Tick checks: the necessary addition to your summer to-do list
While blacklegged ticks have been long-thought to be a rural problem, particularly in western Nova Scotia, it’s been confirmed that the majority of the province has ticks, said Kelly Cunningham, recreation coordinator with the Town of Lunenburg.
Last year, Cunningham completed a Masters of Public Health from the University of Victoria. As part of her studies, she spent four months working on her practicum with Public Health’s health protection team in Bridgewater, where her focus on Lyme disease.
“Pretty much all of Nova Scotia needs to be aware of ticks and how to prevent Lyme disease,” she said.
In 2015, there were 247 reported cases of Lyme disease in Nova Scotia; in 2016, there were 326 reported cases. As tick populations expand, the risk of Lyme disease and need for greater awareness also increases.
That’s where prevention plays a big role. Some important preventative steps to take include applying insect repellents containing DEET or Icaridin to exposed skin and clothes, wearing light-coloured long-sleeved shirts and pants to see ticks better, as well as closed-toed shoes, and tucking shirts into pants and pant legs into socks.
Check yourself, children, and pets after walking in grassy or wooded areas. Check clothing and inspect skin including in and around ears, arm pits, inside belly button, groin, around the waist, and especially in hair and scalp area. When possible, take a bath or shower within two hours of being outdoors. This makes it easier to find ticks and washes away loose ones.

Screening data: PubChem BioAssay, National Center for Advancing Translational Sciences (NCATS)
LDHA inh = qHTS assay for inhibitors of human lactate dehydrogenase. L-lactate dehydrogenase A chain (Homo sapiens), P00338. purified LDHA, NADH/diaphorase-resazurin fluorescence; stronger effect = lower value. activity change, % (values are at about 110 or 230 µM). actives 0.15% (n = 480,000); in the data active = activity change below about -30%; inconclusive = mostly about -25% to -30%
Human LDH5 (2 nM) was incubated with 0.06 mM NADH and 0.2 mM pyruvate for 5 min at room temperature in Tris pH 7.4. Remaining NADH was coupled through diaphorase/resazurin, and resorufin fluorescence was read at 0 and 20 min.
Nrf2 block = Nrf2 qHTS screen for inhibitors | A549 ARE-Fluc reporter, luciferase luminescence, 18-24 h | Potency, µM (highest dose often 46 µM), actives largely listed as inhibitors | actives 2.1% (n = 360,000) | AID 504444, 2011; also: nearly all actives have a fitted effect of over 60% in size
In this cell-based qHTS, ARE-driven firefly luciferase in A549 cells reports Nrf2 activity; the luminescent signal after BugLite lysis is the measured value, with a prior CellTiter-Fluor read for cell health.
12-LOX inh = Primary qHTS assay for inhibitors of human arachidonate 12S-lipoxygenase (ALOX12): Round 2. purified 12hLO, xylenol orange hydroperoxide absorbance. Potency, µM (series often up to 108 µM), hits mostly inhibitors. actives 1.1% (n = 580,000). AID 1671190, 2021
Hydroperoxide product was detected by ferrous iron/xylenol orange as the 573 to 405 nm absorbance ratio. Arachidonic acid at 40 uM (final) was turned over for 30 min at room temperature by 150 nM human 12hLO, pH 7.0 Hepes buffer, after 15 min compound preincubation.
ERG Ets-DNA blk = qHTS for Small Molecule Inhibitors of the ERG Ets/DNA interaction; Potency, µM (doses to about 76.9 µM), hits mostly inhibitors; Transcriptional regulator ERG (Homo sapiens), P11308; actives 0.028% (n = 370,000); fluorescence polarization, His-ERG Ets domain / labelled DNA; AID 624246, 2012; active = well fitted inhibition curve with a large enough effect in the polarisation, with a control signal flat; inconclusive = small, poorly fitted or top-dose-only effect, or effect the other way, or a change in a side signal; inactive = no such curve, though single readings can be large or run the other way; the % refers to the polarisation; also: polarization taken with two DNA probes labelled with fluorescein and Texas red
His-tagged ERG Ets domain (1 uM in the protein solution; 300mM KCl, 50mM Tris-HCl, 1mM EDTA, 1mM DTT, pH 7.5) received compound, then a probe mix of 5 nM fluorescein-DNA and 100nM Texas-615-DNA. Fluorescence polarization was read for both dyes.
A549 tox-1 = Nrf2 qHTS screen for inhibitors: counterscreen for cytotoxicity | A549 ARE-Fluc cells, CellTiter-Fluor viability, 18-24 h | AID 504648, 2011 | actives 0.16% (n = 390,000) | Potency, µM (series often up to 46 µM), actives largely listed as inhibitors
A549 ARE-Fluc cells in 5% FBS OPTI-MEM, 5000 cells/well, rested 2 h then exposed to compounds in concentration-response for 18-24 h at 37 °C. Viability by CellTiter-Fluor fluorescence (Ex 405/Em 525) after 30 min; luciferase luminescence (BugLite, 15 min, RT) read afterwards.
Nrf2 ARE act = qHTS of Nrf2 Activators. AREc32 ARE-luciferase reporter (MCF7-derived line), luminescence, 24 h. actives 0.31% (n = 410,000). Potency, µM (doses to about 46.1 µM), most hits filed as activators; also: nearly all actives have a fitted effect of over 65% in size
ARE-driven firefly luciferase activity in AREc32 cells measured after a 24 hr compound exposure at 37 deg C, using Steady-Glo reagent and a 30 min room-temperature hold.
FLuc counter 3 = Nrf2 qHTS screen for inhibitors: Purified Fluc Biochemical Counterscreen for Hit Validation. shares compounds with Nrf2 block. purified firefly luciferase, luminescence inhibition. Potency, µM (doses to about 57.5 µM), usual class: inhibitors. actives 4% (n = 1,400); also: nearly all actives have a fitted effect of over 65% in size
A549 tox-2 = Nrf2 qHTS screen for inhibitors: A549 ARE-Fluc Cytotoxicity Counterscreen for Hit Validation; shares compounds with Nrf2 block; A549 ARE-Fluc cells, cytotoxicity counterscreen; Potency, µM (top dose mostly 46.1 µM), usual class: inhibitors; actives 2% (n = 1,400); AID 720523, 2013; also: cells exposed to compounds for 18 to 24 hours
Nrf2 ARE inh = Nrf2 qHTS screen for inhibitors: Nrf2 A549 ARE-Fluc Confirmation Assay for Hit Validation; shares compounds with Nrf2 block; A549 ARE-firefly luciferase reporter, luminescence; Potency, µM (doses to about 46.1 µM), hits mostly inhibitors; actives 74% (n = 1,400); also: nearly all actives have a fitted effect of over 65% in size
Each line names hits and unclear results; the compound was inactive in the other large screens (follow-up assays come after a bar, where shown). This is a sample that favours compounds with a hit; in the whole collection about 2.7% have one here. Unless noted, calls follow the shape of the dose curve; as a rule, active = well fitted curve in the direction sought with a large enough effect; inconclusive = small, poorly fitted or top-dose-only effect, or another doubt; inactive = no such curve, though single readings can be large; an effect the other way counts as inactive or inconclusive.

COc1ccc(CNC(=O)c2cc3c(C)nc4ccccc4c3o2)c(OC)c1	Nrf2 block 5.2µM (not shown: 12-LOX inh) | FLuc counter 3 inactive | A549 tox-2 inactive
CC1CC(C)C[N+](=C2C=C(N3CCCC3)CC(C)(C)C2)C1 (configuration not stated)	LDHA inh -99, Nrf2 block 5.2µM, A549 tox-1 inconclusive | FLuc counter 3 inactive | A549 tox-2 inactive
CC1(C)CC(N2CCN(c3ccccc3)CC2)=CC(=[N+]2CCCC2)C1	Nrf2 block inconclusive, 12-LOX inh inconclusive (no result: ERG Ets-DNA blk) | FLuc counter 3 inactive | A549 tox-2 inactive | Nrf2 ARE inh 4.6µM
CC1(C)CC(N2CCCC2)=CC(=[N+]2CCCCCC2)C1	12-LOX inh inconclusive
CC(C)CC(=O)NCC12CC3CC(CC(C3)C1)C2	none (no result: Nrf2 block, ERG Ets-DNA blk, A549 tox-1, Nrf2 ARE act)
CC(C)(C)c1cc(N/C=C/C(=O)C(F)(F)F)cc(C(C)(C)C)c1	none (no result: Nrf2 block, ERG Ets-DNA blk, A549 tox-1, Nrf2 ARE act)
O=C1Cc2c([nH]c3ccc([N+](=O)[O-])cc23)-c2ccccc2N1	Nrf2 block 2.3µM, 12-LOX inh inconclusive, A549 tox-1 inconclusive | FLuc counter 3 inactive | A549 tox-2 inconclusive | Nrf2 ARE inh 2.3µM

If you spend any amount of time outdoors, tick checks should become part of the daily routine for you and your family, said Dr. Robert Strang, Nova Scotia’s chief medical officer of health.
“Just as we apply sunscreen to protect from the sun’s harmful rays, it’s just as important to protect ourselves from tick bites,” he said. “Be tick-aware while you’re outside and diligent about tick checks.”
One of the earliest and most common symptoms of Lyme disease, which is treatable, is a rash that’s often shaped like a bull's-eye. Other symptoms include fever, fatigue, muscle aches, joint pain and headaches. If you have found a tick on your body, and show these symptoms, see a healthcare provider.
For more information about tick safety and protecting yourself and your family whenever you enjoy the outdoors, including info on how to safely remove a tick, visit novascotia.ca/ticksafety.